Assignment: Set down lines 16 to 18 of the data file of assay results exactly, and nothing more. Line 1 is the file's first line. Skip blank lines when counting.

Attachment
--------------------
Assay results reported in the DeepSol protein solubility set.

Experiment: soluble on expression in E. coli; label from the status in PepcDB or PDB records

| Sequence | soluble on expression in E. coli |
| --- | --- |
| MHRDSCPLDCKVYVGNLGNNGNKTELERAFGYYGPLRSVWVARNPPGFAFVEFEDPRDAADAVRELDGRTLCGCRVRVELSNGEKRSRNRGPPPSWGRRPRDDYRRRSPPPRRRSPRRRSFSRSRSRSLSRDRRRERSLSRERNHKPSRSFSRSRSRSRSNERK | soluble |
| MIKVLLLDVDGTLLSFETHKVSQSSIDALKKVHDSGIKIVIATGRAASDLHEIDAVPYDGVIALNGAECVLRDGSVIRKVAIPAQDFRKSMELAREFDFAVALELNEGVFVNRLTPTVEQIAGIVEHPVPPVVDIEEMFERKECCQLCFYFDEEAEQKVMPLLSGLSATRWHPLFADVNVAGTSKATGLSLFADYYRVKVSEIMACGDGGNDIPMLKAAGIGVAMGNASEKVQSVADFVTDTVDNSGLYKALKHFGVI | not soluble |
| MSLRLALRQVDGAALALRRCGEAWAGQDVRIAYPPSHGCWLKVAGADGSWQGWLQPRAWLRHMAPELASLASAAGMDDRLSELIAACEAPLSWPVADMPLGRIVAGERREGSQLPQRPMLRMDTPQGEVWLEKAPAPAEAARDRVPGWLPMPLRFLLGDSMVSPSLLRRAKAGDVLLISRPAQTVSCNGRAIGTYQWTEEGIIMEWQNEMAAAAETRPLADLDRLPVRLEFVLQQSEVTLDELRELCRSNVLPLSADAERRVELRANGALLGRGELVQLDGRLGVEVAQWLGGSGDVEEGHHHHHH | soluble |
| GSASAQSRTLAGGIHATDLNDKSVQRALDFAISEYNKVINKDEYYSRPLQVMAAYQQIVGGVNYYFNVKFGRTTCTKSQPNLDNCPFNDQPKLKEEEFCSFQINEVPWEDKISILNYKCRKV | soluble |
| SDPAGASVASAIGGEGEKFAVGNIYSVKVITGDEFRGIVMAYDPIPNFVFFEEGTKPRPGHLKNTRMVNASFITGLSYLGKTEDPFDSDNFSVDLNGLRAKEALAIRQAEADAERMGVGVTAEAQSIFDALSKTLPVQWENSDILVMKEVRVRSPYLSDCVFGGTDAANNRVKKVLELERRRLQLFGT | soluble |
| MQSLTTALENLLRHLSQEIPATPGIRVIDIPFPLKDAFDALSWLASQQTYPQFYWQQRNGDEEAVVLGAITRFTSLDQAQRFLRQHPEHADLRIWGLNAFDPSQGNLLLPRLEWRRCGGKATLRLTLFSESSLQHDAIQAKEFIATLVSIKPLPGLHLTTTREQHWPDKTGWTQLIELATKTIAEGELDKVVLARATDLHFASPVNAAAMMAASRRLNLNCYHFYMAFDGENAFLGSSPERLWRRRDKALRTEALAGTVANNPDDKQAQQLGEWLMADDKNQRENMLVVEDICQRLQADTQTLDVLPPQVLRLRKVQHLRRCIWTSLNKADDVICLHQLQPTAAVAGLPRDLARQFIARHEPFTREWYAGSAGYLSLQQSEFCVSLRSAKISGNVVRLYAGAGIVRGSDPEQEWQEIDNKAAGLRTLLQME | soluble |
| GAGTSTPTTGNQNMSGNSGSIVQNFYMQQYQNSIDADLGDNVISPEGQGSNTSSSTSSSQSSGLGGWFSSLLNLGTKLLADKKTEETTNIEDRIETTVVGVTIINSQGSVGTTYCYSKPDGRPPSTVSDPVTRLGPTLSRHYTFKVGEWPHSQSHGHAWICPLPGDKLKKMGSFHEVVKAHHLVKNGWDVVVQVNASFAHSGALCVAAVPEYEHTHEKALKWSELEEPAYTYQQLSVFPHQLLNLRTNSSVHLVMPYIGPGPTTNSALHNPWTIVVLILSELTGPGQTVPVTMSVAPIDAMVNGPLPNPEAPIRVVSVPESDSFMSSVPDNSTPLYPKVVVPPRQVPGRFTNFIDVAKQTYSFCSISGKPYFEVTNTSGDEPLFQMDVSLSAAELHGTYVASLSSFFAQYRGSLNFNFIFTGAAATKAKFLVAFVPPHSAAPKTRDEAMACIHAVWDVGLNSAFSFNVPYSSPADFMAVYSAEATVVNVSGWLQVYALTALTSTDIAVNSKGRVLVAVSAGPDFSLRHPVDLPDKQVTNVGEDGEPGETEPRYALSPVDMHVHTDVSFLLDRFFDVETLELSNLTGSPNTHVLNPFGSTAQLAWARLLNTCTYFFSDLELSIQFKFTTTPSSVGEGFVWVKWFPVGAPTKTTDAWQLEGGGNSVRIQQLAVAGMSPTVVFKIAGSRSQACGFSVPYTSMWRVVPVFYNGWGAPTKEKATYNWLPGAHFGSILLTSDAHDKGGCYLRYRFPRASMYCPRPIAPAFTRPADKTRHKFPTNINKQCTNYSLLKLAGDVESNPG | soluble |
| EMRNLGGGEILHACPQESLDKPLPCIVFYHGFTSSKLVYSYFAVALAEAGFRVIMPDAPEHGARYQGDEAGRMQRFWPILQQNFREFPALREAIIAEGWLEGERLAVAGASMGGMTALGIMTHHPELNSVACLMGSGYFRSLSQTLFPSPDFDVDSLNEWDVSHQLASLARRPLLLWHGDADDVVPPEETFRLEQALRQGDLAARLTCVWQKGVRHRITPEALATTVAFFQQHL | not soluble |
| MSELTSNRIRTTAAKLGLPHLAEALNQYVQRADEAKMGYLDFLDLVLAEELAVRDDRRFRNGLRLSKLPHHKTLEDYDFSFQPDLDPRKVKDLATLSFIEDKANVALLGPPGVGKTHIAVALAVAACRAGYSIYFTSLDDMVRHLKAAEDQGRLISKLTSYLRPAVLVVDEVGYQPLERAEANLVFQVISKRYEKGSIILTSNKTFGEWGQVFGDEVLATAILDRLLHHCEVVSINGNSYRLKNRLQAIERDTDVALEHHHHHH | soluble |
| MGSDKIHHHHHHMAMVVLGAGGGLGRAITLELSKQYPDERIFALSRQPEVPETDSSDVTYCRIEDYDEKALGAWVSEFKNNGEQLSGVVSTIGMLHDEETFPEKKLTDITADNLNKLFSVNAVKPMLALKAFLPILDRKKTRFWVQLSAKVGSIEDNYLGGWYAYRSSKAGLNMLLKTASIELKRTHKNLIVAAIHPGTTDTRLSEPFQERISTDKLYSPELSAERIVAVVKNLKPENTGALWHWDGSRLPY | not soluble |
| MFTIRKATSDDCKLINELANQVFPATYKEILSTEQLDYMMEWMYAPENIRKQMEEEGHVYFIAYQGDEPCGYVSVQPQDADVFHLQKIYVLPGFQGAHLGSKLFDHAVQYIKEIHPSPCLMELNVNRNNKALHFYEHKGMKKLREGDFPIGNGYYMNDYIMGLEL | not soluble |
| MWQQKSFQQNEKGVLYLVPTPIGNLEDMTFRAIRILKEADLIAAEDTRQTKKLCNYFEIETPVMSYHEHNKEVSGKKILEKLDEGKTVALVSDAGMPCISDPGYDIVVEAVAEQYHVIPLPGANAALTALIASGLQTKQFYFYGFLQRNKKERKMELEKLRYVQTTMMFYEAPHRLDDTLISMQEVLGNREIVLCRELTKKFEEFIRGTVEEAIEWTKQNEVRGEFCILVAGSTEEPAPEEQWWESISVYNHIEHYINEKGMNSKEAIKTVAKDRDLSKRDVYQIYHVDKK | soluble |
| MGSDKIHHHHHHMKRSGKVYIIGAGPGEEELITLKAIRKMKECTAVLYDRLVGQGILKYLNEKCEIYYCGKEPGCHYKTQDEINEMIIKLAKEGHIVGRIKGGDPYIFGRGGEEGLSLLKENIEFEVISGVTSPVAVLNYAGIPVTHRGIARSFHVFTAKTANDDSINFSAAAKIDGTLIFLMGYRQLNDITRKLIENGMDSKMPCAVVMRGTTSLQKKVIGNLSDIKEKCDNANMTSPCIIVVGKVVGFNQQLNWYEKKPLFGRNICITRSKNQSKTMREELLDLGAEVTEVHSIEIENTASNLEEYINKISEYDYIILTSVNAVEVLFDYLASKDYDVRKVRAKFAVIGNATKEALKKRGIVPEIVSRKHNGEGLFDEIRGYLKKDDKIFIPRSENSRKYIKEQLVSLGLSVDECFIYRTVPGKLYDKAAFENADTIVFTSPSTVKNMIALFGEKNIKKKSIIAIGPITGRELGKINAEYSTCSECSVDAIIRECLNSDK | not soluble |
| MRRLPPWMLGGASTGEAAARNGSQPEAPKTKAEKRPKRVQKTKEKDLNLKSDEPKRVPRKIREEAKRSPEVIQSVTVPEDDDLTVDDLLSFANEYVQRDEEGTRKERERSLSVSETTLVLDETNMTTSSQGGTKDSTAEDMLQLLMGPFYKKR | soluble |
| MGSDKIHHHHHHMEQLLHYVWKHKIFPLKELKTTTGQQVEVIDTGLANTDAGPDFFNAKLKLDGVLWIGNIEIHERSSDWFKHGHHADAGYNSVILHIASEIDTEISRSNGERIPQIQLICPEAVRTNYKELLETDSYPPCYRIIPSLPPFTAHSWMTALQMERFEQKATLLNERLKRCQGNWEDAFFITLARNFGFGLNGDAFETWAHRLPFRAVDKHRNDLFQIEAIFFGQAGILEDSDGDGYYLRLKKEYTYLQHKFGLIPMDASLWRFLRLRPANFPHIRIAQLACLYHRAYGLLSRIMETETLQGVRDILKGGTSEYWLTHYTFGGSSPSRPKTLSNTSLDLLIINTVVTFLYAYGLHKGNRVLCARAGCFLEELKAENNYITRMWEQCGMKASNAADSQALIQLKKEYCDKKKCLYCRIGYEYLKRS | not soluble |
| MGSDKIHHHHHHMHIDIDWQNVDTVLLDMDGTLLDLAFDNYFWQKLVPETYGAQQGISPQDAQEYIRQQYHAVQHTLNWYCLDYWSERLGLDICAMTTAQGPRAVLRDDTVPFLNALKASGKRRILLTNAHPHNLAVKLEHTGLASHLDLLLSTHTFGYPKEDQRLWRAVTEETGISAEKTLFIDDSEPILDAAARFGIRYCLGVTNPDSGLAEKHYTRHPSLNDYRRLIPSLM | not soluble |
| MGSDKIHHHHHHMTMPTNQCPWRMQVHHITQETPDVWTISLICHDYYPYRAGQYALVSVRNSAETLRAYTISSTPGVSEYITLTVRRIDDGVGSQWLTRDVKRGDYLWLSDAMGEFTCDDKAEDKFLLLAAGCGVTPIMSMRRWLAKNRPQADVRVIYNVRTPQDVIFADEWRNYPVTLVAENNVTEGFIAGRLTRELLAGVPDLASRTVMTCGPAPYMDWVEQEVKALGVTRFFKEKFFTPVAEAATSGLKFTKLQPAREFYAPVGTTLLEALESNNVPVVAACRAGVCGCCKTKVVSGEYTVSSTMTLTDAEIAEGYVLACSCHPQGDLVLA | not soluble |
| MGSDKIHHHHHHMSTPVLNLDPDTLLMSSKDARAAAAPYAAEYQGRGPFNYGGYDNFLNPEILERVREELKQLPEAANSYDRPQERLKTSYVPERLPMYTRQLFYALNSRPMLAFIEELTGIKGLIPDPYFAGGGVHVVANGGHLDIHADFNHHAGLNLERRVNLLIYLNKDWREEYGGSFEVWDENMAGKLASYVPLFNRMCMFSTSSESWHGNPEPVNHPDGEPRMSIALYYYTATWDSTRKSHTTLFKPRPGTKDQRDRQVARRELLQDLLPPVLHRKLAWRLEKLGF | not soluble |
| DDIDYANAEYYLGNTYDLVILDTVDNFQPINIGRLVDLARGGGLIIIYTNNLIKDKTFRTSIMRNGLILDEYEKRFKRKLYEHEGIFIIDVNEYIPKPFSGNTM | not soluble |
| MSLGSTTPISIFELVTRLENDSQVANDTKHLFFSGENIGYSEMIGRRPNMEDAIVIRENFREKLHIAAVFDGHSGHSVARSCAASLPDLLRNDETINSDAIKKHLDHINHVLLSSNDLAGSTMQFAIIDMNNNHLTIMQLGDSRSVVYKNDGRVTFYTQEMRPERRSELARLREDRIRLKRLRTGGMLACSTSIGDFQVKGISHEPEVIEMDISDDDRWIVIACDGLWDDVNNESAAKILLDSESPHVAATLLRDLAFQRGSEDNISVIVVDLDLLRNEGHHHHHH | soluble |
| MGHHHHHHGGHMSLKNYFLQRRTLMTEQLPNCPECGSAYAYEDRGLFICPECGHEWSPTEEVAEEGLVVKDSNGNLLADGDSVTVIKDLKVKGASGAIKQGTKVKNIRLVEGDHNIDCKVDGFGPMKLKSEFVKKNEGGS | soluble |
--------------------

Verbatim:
| MWQQKSFQQNEKGVLYLVPTPIGNLEDMTFRAIRILKEADLIAAEDTRQTKKLCNYFEIETPVMSYHEHNKEVSGKKILEKLDEGKTVALVSDAGMPCISDPGYDIVVEAVAEQYHVIPLPGANAALTALIASGLQTKQFYFYGFLQRNKKERKMELEKLRYVQTTMMFYEAPHRLDDTLISMQEVLGNREIVLCRELTKKFEEFIRGTVEEAIEWTKQNEVRGEFCILVAGSTEEPAPEEQWWESISVYNHIEHYINEKGMNSKEAIKTVAKDRDLSKRDVYQIYHVDKK | soluble |
| MGSDKIHHHHHHMKRSGKVYIIGAGPGEEELITLKAIRKMKECTAVLYDRLVGQGILKYLNEKCEIYYCGKEPGCHYKTQDEINEMIIKLAKEGHIVGRIKGGDPYIFGRGGEEGLSLLKENIEFEVISGVTSPVAVLNYAGIPVTHRGIARSFHVFTAKTANDDSINFSAAAKIDGTLIFLMGYRQLNDITRKLIENGMDSKMPCAVVMRGTTSLQKKVIGNLSDIKEKCDNANMTSPCIIVVGKVVGFNQQLNWYEKKPLFGRNICITRSKNQSKTMREELLDLGAEVTEVHSIEIENTASNLEEYINKISEYDYIILTSVNAVEVLFDYLASKDYDVRKVRAKFAVIGNATKEALKKRGIVPEIVSRKHNGEGLFDEIRGYLKKDDKIFIPRSENSRKYIKEQLVSLGLSVDECFIYRTVPGKLYDKAAFENADTIVFTSPSTVKNMIALFGEKNIKKKSIIAIGPITGRELGKINAEYSTCSECSVDAIIRECLNSDK | not soluble |
| MRRLPPWMLGGASTGEAAARNGSQPEAPKTKAEKRPKRVQKTKEKDLNLKSDEPKRVPRKIREEAKRSPEVIQSVTVPEDDDLTVDDLLSFANEYVQRDEEGTRKERERSLSVSETTLVLDETNMTTSSQGGTKDSTAEDMLQLLMGPFYKKR | soluble |